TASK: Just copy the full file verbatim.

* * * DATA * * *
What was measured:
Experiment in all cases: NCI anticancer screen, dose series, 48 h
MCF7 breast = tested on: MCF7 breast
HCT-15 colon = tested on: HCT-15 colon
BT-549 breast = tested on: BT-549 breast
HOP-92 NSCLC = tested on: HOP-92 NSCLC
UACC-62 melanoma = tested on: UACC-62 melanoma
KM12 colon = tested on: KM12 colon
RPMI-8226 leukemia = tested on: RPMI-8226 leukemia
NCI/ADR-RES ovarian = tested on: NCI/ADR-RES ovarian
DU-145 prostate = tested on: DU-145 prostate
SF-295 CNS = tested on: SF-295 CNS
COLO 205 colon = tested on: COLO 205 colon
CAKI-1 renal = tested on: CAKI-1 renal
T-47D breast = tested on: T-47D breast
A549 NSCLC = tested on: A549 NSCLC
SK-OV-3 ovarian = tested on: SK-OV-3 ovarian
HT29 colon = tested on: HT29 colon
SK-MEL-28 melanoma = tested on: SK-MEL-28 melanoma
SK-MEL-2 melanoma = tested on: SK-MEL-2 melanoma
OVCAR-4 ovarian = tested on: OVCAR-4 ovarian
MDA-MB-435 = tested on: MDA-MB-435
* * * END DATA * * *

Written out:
What was measured:
Experiment in all cases: NCI anticancer screen, dose series, 48 h
MCF7 breast = tested on: MCF7 breast
HCT-15 colon = tested on: HCT-15 colon
BT-549 breast = tested on: BT-549 breast
HOP-92 NSCLC = tested on: HOP-92 NSCLC
UACC-62 melanoma = tested on: UACC-62 melanoma
KM12 colon = tested on: KM12 colon
RPMI-8226 leukemia = tested on: RPMI-8226 leukemia
NCI/ADR-RES ovarian = tested on: NCI/ADR-RES ovarian
DU-145 prostate = tested on: DU-145 prostate
SF-295 CNS = tested on: SF-295 CNS
COLO 205 colon = tested on: COLO 205 colon
CAKI-1 renal = tested on: CAKI-1 renal
T-47D breast = tested on: T-47D breast
A549 NSCLC = tested on: A549 NSCLC
SK-OV-3 ovarian = tested on: SK-OV-3 ovarian
HT29 colon = tested on: HT29 colon
SK-MEL-28 melanoma = tested on: SK-MEL-28 melanoma
SK-MEL-2 melanoma = tested on: SK-MEL-2 melanoma
OVCAR-4 ovarian = tested on: OVCAR-4 ovarian
MDA-MB-435 = tested on: MDA-MB-435